From the above table, you can see that we have three rows (entry-level, mid-level, and top-level), and five columns (5, 4, 3, 2, and 1).

Next, calculate the degree of freedom.

Finally, calculate the required p-value using the CHISQ.DIST.RT Function and also using the test statistics given in the question.

And the p-value is:

Here, the p-value is 0.00298 which is less than the significance level of 0.05 . Hence, the Chi-Square test is significant, and you “reject the null hypothesis”. That is, there is statistically significant evidence that there is a relationship between job levels and job satisfaction for employees in the industry.

**How to Use CHISQ.DIST.RT Function – Goodness of Fit Test**

**Background:** For the past five years, the average SAT test scores of candidates taking SAT from certain eight states has been approximately equal. A statistician wants to investigate whether the average test scores from these eight states in this year’s SAT follow the same pattern as the past five years. He conducts a Chi-Square test of the average test scores from this year’s SAT against the expected average test scores based on the last five years’ pattern and observed a Chi-Square value of 8.83 . Calculate the p-value for this test, and hence determine at a 5% significant level whether the average test scores in this year’s SAT follow the same pattern as in the past five years for these eight states.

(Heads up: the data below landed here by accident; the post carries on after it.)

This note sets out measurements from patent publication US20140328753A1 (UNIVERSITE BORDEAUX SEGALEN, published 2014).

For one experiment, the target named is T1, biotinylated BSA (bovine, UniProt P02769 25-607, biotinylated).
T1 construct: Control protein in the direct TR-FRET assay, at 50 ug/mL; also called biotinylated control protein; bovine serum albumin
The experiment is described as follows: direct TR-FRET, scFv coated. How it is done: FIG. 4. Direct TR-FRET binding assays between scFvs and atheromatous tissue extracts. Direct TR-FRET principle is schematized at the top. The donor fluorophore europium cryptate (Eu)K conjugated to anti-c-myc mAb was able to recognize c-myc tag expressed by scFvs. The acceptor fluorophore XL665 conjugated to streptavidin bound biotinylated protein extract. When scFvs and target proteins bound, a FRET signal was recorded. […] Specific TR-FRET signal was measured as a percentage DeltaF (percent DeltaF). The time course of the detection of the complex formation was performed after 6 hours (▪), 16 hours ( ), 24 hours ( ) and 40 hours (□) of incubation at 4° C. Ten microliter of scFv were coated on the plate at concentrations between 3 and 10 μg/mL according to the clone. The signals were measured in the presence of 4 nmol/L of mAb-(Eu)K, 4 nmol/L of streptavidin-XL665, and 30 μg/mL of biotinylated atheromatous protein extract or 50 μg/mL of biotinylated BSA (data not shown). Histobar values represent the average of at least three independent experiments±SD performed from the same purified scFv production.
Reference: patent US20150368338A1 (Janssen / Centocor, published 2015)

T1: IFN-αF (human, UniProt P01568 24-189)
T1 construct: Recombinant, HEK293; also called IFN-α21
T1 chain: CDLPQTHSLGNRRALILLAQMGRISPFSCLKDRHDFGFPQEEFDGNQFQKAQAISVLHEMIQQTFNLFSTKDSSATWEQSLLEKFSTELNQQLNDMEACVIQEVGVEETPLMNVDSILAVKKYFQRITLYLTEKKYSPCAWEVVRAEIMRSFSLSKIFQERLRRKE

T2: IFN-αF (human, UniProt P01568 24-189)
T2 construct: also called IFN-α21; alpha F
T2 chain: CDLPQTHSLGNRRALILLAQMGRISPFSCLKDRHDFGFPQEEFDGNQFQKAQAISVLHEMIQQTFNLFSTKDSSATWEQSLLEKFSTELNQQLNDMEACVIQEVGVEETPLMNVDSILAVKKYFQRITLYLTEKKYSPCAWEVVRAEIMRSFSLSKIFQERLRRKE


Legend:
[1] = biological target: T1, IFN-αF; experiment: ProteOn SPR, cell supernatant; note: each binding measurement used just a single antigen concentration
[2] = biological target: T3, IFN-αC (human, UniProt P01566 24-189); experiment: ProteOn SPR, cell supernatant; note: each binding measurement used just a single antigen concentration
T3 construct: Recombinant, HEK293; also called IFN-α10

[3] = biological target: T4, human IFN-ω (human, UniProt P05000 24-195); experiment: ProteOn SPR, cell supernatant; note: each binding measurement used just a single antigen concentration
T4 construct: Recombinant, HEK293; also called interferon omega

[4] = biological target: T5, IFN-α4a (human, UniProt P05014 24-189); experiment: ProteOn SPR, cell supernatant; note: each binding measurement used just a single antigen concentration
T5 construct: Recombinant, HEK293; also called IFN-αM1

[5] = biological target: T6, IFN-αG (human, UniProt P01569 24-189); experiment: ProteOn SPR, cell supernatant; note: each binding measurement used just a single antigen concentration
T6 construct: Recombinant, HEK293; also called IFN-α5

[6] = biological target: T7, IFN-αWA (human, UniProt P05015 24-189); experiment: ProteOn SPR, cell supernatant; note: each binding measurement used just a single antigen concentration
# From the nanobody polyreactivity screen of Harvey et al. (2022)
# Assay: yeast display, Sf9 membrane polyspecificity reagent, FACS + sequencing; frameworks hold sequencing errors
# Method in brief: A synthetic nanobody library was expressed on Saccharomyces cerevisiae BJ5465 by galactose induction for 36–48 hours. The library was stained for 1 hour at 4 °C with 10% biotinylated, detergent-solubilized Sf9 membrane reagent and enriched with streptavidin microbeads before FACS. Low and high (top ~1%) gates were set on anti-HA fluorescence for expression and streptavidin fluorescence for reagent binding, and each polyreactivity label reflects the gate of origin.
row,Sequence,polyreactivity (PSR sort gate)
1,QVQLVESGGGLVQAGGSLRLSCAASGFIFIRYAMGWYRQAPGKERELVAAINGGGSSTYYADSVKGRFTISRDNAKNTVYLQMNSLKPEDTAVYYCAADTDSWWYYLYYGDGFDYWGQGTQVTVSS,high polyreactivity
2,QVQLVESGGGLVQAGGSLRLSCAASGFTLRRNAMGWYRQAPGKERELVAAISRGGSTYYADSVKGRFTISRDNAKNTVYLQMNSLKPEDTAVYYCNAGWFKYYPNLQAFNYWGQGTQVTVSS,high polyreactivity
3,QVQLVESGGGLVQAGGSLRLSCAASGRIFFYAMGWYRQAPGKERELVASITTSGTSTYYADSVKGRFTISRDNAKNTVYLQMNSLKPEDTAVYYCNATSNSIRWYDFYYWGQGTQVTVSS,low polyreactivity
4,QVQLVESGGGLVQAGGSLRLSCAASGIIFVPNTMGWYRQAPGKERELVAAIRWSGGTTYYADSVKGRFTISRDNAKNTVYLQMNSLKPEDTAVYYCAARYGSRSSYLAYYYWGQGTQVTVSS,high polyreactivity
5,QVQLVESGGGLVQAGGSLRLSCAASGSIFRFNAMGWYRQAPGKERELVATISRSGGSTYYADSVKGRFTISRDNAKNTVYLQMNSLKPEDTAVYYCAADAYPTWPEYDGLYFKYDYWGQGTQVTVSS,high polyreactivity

First, identify the number of observations. We visualize the data in the following Excel table:

From the above table, you can see that there are eight observations (average test scores from eight states).

Next, calculate the degree of freedom. Recall that the degree of freedom for the Chi-Square goodness of fit test is given by the number of observations minus 1.

Finally, calculate the required p-value using the CHISQ.DIST.RT Function and also using the test statistics given in the question.

And the p-value is:

Here, the p-value is 0.26509 which is greater than the significance level of 0.05 . Hence, the Chi-Square test is not significant, and you “fail to reject the null hypothesis”. That is, there is not enough statistically significant evidence to suggest that the average test scores in this year’s SAT do not follow the same pattern as in the past eight years for these eight states.

# How to Find Chi-Square P-Value in Google Sheets

The Chi-Square p-value can be calculated using a similar method in Google Sheets.

You can use the CHISQ.DIST.RT Function the same way as in Excel.

The Chi-Square test of independence p-value in Google Sheets is as follows:

And the Chi-Square goodness of fit test p-value in Google Sheets is as follows:

## Common Errors –CHISQ.DIST.RT Function

Some of the errors you may encounter when using the CHISQ.DIST.RT Function.

- DIST.RT Function returns #VALUE! error value when either x or the degree of freedom argument is not a number.
- DIST.RT Function returns #NUM error value when the degree of freedom is less than 1 or greater than
- DIST.RT Function expects the degree of freedom argument to be an integer, when not an integer, the function returns the value for the integer part. That is, CHISQ.DIST.RT Function will return the same value for the degrees of freedom values of 3, 3.2, 3.8, etc.